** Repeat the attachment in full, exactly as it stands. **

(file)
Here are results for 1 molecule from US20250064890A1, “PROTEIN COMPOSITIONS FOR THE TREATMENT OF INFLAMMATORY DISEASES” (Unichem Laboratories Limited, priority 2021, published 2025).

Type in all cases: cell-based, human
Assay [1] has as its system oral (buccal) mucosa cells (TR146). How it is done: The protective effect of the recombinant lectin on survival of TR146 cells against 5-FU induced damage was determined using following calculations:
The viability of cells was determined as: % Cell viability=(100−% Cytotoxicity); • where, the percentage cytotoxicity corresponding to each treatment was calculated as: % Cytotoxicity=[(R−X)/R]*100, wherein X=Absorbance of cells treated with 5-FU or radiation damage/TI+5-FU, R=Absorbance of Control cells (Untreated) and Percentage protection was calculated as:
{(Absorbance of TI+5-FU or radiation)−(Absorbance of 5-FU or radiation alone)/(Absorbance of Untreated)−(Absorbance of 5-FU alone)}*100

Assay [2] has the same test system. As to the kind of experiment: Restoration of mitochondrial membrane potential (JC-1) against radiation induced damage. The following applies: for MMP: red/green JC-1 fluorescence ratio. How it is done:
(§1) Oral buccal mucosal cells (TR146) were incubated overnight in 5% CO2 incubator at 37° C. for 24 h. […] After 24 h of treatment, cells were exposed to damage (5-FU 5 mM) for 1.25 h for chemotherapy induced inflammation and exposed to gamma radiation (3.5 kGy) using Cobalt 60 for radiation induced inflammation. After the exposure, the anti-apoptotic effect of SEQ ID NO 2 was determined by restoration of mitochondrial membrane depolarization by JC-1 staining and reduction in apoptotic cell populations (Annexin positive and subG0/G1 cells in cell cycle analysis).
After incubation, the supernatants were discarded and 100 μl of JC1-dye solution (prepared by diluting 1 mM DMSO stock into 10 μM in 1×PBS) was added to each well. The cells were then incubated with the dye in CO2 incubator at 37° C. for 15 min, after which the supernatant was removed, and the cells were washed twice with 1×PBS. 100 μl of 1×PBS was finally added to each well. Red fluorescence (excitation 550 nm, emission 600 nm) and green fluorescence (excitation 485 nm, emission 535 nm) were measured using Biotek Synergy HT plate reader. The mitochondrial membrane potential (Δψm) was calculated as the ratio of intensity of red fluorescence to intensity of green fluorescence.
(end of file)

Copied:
Here are results for 1 molecule from US20250064890A1, “PROTEIN COMPOSITIONS FOR THE TREATMENT OF INFLAMMATORY DISEASES” (Unichem Laboratories Limited, priority 2021, published 2025).

Type in all cases: cell-based, human
Assay [1] has as its system oral (buccal) mucosa cells (TR146). How it is done: The protective effect of the recombinant lectin on survival of TR146 cells against 5-FU induced damage was determined using following calculations:
The viability of cells was determined as: % Cell viability=(100−% Cytotoxicity); • where, the percentage cytotoxicity corresponding to each treatment was calculated as: % Cytotoxicity=[(R−X)/R]*100, wherein X=Absorbance of cells treated with 5-FU or radiation damage/TI+5-FU, R=Absorbance of Control cells (Untreated) and Percentage protection was calculated as:
{(Absorbance of TI+5-FU or radiation)−(Absorbance of 5-FU or radiation alone)/(Absorbance of Untreated)−(Absorbance of 5-FU alone)}*100

Assay [2] has the same test system. As to the kind of experiment: Restoration of mitochondrial membrane potential (JC-1) against radiation induced damage. The following applies: for MMP: red/green JC-1 fluorescence ratio. How it is done:
(§1) Oral buccal mucosal cells (TR146) were incubated overnight in 5% CO2 incubator at 37° C. for 24 h. […] After 24 h of treatment, cells were exposed to damage (5-FU 5 mM) for 1.25 h for chemotherapy induced inflammation and exposed to gamma radiation (3.5 kGy) using Cobalt 60 for radiation induced inflammation. After the exposure, the anti-apoptotic effect of SEQ ID NO 2 was determined by restoration of mitochondrial membrane depolarization by JC-1 staining and reduction in apoptotic cell populations (Annexin positive and subG0/G1 cells in cell cycle analysis).
After incubation, the supernatants were discarded and 100 μl of JC1-dye solution (prepared by diluting 1 mM DMSO stock into 10 μM in 1×PBS) was added to each well. The cells were then incubated with the dye in CO2 incubator at 37° C. for 15 min, after which the supernatant was removed, and the cells were washed twice with 1×PBS. 100 μl of 1×PBS was finally added to each well. Red fluorescence (excitation 550 nm, emission 600 nm) and green fluorescence (excitation 485 nm, emission 535 nm) were measured using Biotek Synergy HT plate reader. The mitochondrial membrane potential (Δψm) was calculated as the ratio of intensity of red fluorescence to intensity of green fluorescence.